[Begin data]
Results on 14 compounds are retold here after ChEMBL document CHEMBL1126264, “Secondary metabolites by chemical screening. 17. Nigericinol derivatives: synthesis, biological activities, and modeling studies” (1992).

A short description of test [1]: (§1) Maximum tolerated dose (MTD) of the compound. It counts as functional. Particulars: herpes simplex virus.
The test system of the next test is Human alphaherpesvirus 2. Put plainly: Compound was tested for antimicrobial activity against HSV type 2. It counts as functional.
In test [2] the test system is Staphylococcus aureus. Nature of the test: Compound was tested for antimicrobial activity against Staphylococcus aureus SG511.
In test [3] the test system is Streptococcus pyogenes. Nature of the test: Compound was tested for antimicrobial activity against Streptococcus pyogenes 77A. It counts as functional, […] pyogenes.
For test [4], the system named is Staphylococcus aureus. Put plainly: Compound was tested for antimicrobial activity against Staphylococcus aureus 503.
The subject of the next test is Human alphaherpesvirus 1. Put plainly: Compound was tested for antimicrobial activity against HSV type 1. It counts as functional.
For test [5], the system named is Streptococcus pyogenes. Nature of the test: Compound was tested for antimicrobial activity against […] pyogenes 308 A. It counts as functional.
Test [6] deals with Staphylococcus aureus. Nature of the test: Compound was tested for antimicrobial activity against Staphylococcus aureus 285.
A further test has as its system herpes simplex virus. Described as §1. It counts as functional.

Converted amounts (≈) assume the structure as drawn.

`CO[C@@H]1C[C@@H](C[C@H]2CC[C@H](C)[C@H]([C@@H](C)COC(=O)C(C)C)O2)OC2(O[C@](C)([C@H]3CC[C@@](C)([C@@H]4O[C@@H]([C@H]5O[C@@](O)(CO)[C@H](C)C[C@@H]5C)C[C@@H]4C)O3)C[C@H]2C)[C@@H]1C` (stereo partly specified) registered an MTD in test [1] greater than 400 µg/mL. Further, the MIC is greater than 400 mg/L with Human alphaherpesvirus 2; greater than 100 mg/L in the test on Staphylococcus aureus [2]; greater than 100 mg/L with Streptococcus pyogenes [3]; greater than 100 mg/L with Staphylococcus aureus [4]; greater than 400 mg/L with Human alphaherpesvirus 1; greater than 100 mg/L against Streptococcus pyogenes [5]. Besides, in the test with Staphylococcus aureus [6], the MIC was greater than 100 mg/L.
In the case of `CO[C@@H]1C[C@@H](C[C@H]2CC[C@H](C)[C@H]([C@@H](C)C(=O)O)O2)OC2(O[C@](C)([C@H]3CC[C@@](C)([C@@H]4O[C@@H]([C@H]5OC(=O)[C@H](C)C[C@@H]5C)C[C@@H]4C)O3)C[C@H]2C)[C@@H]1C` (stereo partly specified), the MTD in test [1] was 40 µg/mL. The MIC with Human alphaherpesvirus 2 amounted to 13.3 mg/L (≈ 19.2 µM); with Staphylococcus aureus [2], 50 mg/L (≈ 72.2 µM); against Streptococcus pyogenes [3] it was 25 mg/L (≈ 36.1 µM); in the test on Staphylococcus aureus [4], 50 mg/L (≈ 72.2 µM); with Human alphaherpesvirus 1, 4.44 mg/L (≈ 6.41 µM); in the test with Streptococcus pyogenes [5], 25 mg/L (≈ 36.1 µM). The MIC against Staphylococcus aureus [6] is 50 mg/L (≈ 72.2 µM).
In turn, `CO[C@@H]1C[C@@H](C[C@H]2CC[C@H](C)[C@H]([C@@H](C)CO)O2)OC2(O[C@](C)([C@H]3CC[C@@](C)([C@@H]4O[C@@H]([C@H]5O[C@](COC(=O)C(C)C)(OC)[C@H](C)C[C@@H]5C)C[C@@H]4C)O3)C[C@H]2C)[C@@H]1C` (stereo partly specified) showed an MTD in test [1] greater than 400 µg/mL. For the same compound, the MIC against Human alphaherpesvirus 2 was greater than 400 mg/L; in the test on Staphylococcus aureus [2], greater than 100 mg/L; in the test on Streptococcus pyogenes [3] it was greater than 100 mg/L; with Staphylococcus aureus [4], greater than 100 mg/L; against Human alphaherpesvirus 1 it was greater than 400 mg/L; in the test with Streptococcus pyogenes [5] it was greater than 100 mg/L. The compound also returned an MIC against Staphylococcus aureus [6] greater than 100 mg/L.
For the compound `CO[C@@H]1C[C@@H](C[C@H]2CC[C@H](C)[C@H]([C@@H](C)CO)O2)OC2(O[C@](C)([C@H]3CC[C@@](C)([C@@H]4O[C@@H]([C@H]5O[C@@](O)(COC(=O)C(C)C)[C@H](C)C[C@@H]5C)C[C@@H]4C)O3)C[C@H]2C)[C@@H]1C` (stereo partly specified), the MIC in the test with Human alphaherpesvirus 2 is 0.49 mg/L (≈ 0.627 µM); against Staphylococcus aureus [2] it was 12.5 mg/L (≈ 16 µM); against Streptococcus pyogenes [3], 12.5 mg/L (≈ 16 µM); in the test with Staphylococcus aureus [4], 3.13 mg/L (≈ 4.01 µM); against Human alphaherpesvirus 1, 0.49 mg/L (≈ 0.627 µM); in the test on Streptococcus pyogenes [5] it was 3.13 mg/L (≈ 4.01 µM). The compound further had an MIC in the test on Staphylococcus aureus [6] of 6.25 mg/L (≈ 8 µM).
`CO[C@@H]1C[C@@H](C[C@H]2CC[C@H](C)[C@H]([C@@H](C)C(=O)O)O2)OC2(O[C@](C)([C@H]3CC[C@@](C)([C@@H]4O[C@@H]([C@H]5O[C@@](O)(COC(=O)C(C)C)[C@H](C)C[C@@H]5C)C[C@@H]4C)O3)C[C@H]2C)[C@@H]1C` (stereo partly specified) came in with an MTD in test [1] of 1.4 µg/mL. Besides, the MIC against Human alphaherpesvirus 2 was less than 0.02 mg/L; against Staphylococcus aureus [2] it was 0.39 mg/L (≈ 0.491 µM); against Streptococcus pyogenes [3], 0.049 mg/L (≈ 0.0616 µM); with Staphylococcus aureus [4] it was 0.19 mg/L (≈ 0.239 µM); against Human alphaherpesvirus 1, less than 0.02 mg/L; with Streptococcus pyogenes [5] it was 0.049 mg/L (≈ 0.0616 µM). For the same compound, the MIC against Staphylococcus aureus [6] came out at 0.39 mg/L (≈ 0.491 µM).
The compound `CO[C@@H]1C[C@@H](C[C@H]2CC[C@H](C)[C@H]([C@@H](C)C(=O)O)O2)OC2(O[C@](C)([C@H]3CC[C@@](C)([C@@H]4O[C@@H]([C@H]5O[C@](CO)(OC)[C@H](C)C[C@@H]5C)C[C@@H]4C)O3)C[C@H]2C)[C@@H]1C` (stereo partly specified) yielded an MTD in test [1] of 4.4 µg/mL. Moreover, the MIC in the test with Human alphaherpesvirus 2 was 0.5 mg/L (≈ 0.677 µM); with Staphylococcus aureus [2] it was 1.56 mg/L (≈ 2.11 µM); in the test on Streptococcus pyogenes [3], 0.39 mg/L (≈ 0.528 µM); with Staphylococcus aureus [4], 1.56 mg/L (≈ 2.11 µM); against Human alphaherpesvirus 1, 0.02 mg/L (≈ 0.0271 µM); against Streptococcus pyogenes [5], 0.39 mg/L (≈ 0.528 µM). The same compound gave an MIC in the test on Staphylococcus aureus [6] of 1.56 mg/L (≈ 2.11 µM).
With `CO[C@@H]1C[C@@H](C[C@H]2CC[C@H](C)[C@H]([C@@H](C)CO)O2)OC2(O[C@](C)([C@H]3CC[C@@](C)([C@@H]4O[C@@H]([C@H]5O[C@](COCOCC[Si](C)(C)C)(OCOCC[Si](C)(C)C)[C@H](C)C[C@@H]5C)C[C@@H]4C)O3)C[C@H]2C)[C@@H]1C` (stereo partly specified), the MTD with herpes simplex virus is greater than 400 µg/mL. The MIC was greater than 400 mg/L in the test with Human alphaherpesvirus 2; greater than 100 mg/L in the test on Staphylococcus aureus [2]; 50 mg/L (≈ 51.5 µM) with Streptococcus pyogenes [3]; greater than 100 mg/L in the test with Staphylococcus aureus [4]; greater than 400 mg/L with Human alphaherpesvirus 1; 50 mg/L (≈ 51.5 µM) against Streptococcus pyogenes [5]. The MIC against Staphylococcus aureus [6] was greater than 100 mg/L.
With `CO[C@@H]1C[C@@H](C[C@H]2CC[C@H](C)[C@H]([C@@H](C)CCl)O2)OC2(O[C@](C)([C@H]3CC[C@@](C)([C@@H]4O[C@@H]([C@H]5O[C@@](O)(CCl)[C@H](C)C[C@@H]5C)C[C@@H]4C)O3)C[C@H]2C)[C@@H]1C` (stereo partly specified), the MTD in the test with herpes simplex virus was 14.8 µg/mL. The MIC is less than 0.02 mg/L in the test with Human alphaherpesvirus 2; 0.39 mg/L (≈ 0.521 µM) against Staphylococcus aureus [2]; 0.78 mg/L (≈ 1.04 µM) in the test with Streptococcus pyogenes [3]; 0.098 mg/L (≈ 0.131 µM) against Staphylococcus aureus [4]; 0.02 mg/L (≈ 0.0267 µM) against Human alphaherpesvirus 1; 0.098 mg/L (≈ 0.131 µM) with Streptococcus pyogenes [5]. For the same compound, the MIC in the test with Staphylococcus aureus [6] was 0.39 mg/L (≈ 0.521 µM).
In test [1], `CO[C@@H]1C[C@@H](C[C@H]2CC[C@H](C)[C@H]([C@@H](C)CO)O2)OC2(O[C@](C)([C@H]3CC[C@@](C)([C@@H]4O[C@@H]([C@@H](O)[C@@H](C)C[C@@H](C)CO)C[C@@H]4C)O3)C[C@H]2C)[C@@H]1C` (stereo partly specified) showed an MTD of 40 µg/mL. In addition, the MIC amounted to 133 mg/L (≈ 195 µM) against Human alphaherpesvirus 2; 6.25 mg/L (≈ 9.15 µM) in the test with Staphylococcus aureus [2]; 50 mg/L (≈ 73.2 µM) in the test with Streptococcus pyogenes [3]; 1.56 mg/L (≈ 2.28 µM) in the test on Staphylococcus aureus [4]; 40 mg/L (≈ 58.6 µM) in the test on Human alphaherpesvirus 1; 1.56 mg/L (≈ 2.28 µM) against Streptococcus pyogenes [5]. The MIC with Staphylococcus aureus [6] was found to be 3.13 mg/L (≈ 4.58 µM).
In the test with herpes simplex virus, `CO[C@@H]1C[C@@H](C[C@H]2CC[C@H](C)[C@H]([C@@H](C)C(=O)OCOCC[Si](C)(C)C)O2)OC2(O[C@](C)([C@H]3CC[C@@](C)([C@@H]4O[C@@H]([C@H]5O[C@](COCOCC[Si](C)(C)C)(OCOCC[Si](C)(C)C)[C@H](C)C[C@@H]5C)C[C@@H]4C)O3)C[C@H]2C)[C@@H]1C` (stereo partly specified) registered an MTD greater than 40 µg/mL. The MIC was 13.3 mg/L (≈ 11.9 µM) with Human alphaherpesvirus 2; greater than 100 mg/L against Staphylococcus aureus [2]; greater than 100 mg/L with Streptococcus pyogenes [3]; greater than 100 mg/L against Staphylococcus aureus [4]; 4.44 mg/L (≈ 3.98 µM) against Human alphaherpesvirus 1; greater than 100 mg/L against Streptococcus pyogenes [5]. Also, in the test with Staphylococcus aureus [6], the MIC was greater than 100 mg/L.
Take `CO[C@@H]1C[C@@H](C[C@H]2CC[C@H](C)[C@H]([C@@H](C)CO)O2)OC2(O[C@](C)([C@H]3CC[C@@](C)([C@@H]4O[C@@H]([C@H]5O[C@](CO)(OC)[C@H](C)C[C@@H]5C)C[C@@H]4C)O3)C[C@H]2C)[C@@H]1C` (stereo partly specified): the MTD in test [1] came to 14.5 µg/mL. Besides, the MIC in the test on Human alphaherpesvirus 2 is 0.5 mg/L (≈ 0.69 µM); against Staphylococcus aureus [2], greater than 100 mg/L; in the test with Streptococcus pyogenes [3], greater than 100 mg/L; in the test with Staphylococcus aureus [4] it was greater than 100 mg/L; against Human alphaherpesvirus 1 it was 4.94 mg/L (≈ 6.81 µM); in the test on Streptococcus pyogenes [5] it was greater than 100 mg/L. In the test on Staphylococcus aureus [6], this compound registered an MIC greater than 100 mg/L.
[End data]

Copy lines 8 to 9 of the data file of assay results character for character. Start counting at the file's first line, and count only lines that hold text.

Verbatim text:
For test [5], the system named is Streptococcus pyogenes. Nature of the test: Compound was tested for antimicrobial activity against […] pyogenes 308 A. It counts as functional.
Test [6] deals with Staphylococcus aureus. Nature of the test: Compound was tested for antimicrobial activity against Staphylococcus aureus 285.